We have to have our kids reading independently. It's just a must. They have to want to be doing this activity. I don't believe that we can force students to independent read. We have to inspire them to do it. This goes back to what I said in my last reflection about setting goals with students and letting them in on all the information. The teacher in the room can't be the only one wanting the students to get better. The student needs to have a large portion of this. Having taught middle school for so long- I can honestly say that even reluctant school/classroom participants become more actively engaged in their learning when they have all the pieces of the puzzle and know what's going on with their learning.
With that said....on to the first strategy!
As you can see, I selected strategy 2.1: A Perfect Reading Spot as my first focus strategy. I must admit- as I grew into my teaching style and technique, I began to drift away from the more regimented classroom setup and had more of a organized chaos setup happening in my classroom. Yes, I liked it neat and organized. But when the time came for independent reading- my students knew that the room was fair game. This requires SO MUCH trust in your students and yes, it took a lot of mini-lessons and trial and error to get it right. But once it is right, it is magical. Students feel like you trust them to make the right choice (and yes, this is key, you MUST trust them) and they aren't worried about silly things like sitting where you force them to sit anymore. They have a powerful choice to make in their education and, in my experience, they choose wisely. Check out the diagram below that illustrates the differing spatial needs of students perfectly.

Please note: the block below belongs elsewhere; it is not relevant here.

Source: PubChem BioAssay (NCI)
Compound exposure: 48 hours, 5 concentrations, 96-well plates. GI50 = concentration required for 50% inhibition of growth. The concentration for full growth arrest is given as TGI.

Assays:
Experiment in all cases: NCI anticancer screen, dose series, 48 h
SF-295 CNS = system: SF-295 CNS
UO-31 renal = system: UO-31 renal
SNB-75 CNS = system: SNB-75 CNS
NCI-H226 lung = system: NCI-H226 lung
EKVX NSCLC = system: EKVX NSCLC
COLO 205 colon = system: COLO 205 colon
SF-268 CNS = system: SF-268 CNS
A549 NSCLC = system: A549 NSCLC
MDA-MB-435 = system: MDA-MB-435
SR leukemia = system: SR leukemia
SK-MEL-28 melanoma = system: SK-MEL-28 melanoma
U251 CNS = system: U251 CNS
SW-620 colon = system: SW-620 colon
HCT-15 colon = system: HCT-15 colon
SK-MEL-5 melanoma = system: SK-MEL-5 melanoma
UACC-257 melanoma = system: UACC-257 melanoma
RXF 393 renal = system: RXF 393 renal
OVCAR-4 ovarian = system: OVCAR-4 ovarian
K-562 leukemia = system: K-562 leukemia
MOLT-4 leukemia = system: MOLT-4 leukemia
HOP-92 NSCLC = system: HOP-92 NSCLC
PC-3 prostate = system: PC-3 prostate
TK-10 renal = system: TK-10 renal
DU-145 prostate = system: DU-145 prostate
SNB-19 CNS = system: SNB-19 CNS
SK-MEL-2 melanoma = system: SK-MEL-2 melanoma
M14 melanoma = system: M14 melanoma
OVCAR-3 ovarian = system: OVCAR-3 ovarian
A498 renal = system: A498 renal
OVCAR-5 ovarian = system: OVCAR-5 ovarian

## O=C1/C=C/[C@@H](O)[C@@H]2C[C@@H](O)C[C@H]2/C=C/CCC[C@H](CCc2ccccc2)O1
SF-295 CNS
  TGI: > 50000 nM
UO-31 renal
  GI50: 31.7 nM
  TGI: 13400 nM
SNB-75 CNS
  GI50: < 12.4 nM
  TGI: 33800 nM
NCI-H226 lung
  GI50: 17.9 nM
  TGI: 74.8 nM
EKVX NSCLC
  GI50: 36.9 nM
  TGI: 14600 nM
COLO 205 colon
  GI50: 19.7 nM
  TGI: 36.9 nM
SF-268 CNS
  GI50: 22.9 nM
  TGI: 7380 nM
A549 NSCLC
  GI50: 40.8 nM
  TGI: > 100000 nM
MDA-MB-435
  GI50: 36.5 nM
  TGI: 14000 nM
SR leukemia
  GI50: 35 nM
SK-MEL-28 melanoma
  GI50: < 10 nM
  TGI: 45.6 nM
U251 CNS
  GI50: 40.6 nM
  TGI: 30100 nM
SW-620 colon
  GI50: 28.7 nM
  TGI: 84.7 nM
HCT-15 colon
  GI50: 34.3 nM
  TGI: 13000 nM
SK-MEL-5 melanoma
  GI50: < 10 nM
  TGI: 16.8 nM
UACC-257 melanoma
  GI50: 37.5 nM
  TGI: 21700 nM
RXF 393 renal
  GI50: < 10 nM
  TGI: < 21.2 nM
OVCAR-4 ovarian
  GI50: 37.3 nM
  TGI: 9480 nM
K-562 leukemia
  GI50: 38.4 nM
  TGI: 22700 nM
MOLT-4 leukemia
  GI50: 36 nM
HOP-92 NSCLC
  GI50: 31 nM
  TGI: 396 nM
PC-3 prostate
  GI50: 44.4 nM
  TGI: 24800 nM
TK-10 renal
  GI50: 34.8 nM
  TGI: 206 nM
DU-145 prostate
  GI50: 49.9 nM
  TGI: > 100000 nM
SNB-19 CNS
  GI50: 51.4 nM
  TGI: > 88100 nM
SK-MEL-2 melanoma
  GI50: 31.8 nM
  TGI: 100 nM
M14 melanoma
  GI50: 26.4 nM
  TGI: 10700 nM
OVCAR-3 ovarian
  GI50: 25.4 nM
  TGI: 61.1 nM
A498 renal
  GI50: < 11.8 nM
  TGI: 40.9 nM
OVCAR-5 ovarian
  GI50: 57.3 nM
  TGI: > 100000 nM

See, I told you it's amazing! It covers so many different types of students- but I'm sure you might be seeing some others in your classroom. Add them to the comments so we can all learn from each other!
On to the second focus strategy!